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Dynamic response reconstruction using passive components

Anders T Johansson (Institutionen för tillämpad mekanik, Dynamik)
Göteborg : Chalmers University of Technology, 2012. ISBN: 978-91-7385-681-2.- 115 s.

In many testing applications within the field of structural dynamics, such as noise and vibration harshness, rattle and squeak, or durability testing in the automotive and truck industries, large hydraulic or electromagnetic actuators are used to excite the tested structure. Such actuators are mounted in the laboratory in a fixed configuration referred to here as a test rig. A frequent method for calculating the input to such test rigs is to replicate a certain reference signal, for instance dynamic responses from driving tests, to ensure that the test case is physically motivated. Versions of the Time Waveform Replication (TWR) method are often used to this end, iteratively calculating an input sequence used to excite a system such that its response replicates a desired reference. The TWR algorithm essentially estimates the unknown input by pseudo-inversion of the frequency domain transfer function. In most situations, TWR will ensure a test output which is close to the reference signal; however, if there are eigenmodes of the test specimen in the desired frequency range of the test which are uncontrollable, it can be shown that the required input force and/or the error between test output and desired reference will be large. Such problems remain even when reference-contributing modes are but marginally controllable. In a test rig such as described above, this controllability shortcoming may be impossible to prevent in the usual manner, \emph{i.e.} through changing the input configuration. This can cause poor reference replication whereby the validity of the test may be put into question. For such specific cases, where the possibilities of changing the input configuration is slim and controllability is lacking, a different approach is required. This thesis presents such an approach. It introduces the concept of passive control to the problem of response reconstruction: By attaching a modifying component to the tested structure, designed specifically to improve response reconstruction, the controllability of the system can improve. Two methods for designing such passive components are described. The first uses a high-quality finite element model of the tested structure and parameterized passive component, performing synthetic TWR experiments to evaluate its rig control properties. The second uses instead an experimentally derived model of the tested structure, which is coupled to the analytical model of the passive component through an experimental/analytical substructuring technique.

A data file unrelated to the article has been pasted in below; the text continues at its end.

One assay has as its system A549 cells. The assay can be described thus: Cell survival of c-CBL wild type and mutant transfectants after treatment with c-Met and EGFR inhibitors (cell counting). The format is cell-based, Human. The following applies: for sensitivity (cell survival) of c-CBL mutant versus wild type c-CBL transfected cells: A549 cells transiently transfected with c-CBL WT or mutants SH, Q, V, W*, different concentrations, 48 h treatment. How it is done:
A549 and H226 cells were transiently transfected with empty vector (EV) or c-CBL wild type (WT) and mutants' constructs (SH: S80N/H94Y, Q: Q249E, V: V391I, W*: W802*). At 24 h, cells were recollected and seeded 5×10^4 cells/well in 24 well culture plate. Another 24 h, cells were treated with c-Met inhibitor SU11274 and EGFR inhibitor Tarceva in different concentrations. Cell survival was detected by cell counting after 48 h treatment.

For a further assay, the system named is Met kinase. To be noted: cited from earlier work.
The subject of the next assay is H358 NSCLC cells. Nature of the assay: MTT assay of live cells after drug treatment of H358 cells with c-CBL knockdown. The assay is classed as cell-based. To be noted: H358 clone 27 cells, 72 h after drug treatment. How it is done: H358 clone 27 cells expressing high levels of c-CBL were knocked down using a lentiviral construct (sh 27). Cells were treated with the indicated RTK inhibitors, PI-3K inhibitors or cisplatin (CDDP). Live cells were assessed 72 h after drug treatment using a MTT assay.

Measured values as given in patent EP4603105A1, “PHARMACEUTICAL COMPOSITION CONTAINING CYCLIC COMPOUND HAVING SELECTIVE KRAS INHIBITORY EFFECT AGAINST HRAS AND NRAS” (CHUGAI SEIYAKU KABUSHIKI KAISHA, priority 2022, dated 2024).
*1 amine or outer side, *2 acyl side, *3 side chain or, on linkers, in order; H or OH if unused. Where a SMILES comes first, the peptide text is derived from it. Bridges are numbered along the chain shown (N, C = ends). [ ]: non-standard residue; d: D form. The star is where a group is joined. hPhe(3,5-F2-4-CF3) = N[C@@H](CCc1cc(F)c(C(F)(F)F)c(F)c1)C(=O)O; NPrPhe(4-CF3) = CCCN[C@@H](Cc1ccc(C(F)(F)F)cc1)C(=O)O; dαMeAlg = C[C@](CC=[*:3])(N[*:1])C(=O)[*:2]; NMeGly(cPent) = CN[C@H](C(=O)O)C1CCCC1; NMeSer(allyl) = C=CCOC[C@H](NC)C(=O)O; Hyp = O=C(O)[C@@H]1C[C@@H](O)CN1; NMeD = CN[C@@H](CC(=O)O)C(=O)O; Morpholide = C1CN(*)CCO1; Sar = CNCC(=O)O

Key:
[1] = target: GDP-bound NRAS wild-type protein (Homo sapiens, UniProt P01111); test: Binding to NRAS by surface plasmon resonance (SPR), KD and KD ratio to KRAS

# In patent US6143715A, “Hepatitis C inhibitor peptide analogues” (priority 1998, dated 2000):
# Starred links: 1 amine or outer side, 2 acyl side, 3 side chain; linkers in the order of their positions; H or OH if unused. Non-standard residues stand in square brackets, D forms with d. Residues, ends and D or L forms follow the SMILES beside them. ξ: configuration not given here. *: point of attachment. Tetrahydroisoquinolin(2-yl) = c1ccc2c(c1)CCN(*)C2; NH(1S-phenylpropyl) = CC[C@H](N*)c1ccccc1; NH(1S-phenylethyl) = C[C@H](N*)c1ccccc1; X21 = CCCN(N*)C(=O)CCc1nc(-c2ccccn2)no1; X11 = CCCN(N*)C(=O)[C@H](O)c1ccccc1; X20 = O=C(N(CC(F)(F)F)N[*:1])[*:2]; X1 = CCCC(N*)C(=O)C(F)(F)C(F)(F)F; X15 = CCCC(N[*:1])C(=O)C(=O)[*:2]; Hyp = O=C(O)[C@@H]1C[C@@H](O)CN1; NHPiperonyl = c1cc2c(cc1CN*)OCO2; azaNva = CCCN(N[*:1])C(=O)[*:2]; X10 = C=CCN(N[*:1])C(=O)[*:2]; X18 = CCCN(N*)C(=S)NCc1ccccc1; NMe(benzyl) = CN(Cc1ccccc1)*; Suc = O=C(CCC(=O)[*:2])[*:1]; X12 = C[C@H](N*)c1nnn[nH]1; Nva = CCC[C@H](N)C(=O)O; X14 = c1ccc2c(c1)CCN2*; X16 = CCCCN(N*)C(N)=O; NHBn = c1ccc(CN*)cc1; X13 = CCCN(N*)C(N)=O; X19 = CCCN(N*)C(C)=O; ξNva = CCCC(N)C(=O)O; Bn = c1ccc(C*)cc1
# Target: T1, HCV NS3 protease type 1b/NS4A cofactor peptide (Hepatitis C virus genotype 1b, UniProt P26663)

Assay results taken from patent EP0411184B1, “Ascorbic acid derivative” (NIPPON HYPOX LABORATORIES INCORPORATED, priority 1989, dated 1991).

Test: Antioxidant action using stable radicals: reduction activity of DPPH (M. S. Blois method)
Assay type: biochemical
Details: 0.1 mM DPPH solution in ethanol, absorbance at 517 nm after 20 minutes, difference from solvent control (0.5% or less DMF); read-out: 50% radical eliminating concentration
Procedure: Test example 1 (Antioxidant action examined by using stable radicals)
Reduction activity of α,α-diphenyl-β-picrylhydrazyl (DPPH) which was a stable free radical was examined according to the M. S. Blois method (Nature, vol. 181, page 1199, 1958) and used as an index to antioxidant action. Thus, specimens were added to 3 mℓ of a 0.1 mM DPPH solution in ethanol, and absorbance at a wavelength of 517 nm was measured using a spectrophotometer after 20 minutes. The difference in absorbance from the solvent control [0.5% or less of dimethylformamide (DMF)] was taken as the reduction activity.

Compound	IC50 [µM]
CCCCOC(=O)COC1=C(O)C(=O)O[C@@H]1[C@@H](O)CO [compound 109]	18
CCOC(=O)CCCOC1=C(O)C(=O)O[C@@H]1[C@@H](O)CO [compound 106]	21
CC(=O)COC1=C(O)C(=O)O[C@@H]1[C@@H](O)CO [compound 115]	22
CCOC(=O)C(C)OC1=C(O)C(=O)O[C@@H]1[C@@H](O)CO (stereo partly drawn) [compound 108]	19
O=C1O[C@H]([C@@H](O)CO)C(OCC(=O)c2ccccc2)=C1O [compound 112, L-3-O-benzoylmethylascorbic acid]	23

Nyckelord: experimental methods, Time Waveform Replication, response reconstruction, drive signal identification, passive control, model calibration, model updating, substructuring, controllability

Denna post skapades 2012-04-24. Senast ändrad 2013-09-25.
CPL Pubid: 157009


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Institutioner (Chalmers)

Institutionen för tillämpad mekanik, Dynamik


Tillämpad matematik
Teknisk mekanik

Chalmers infrastruktur

Relaterade publikationer

Inkluderade delarbeten:

Comparison of Several Error Metrics for FE Model Updating

Increased Controllability in Component Testing using Structural Modifications

An experimental approach to improve controllability in test rigs using passive components


Datum: 2012-05-25
Tid: 13:00
Lokal: EC, Hörsalsvägen 11, Chalmers
Opponent: Assistant Professor Matthew Allen, Department of Mechanical Engineering, University of Wisconsin-Madison, Wisconsin, USA

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Doktorsavhandlingar vid Chalmers tekniska högskola. Ny serie 3362